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Robocop: The Criterion Collection

Voyager Home Video

Starring Peter Weller and Nancy Allen

Directed by Paul Verhoeven

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Try this on for a fantastic sci-fi scenario: In the near future, Detroit — once a thriving industrial capital — is run down to the ground by rampant crime, drugs, and slums. Not much of a stretch so far. Who's in charge of revitalizing this fallen city? Callous corporate politicians willing to cheat, lie, and kill to gain power. Doesn't sound like much of a fantasy at all, does it?

This is the setting of Robocop, a sophisticated comic book bloodbath that finds much of its effect in the simple, sardonic sci-fi tweaking of reality. The understaffed police force charged with executing the law in "Old Detroit" is under an antagonistic privatized management, the cold corporate heads of OCP. With the lure of scoring a big deal involving multi-billion dollar military contracts, two of OCP's top weasels propose competing technological alternatives to the common cop.

The favored prototype of ED209, a top-heavy, growling robot monster cop designed by Jones (Ronny Cox), gets off to a poor start, errantly gunning down an OCP executive during a mock arrest demo. ED209's failure opens the door for Morton's (Miguel Ferrer) idea: a human/robot synthesis. All he needs is a real cop to robotize.

Murphy (Peter Weller) is that cop. While chasing a violent gang with his partner Lewis (Nancy Allen), Murphy is captured. The gang brutally (and graphically) blows him to pieces. His remains — property of the Detroit Police Department, and therefore property of OCP — are fitted within a new, mechanical framework, and what's left of his brain is erased and integrated with a digital memory, programmable to follow certain supposedly law-based directives.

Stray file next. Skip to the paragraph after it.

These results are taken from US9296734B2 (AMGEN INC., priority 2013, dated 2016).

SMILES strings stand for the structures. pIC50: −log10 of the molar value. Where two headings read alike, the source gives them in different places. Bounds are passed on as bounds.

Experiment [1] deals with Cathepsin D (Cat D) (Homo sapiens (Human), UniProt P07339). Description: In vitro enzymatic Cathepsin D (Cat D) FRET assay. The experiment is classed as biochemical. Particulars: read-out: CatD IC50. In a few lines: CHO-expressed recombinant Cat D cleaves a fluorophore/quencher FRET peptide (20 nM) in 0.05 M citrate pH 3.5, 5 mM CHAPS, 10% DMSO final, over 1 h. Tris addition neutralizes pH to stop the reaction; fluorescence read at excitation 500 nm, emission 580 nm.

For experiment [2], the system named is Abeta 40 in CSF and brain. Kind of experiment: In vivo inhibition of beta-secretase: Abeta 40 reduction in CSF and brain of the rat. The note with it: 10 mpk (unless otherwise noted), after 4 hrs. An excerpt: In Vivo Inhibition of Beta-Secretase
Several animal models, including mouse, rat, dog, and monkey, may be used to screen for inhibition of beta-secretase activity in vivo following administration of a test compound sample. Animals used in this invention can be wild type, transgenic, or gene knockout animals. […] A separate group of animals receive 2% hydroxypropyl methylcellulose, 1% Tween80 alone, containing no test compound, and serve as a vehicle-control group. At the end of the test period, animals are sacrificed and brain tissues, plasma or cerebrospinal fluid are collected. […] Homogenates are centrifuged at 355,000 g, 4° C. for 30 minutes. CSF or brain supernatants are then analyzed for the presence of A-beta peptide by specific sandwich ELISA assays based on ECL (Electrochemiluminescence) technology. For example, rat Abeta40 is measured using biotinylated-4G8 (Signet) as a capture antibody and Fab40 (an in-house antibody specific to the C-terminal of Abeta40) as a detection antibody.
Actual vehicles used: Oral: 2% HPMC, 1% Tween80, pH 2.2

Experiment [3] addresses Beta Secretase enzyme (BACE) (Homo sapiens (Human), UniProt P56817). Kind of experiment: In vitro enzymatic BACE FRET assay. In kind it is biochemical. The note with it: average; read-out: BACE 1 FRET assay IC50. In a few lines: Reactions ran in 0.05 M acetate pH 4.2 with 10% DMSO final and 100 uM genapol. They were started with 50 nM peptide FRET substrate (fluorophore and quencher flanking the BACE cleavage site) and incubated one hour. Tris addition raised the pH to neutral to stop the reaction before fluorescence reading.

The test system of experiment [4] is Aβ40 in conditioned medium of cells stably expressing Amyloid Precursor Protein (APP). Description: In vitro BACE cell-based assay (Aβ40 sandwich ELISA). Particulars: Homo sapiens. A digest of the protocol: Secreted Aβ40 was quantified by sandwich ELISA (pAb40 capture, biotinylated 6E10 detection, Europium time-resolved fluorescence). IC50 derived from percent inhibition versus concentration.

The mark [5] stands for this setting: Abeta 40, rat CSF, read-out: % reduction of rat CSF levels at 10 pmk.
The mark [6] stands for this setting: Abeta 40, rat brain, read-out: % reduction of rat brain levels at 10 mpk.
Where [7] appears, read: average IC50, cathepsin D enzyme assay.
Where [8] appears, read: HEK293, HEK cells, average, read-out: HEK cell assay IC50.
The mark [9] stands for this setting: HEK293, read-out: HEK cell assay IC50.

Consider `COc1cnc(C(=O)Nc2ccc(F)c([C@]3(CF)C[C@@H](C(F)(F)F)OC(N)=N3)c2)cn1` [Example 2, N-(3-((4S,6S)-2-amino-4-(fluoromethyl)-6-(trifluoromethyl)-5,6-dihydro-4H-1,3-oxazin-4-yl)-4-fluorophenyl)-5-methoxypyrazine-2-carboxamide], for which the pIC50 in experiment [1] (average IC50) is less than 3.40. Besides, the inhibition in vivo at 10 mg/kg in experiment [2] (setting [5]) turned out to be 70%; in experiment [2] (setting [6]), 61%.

This new supercop is a success: an unstoppable, unflappable, hi-tech enforcement machine, which earns him the enmity of the weary police he's been designed to replace. There are a couple of other glitches in his programming, however. Like when Murphy's memories begin to resurface, or when he targets the criminals he wasn't meant to track down.

It would be easy to classify Robocop as a comic-like action movie, but rarely does that genre aspire to anything near the social satire and commentary director Paul Verhoeven instills in his movie. Robocop the movie is as efficient as its eponymous hero. It does not belabor the futuristic details of its world, as too many sci-fi films do, nor does it vainly attempt to explain the impossible technology that makes its namesake run. It simply introduces Robocop, establishes the corrupt world in which he operates, and then the bullets fly.

Verhoeven is also careful not overemphasize the corporate and cultural satire in Robocop, which could easily turn heavy-handed (if, say, Oliver Stone had been at the helm). The movie's take on privatized law enforcement, technological progress, and popular media are sly, amusing, and complicated. The benefits and drawbacks of each are explored, even if somewhat shallowly. It's an action film that might actually provoke conversation longer than, "That was a cool explosion," and it could also be fun to watch with Libertarians.

Where Verhoeven does get carried away is with his violence. This version is the original "director's cut" the MPAA was prepared to slap with an X-rating for its scenes of graphic brutality and bloodletting. While the Dutchman insists that the excessive gore in Robocop is intended to unsettle the most desensitized viewer, his R cut still accomplished that plenty. The rest feels like undisciplined editing. Still, when he uses his panache for the revolting creatively, as in the vivid demise of "the melting man," it's possible to appreciate his twisted genius even as your stomach turns.

As usual, Criterion has decked out this edition with some awesome bells and whistles. A good RSDL 1.66 widescreen and Dolby 2.0 presentation are supplemented by one commentary track featuring director Paul Verhoeven, co-writer Edward Neumeier, and executive producer Jon Davison. Extras also include a film-to-storyboard comparison, an illustrated essay on the making of Robocop, plus theatrical and teaser trailers.

— Gregory P. Dorr

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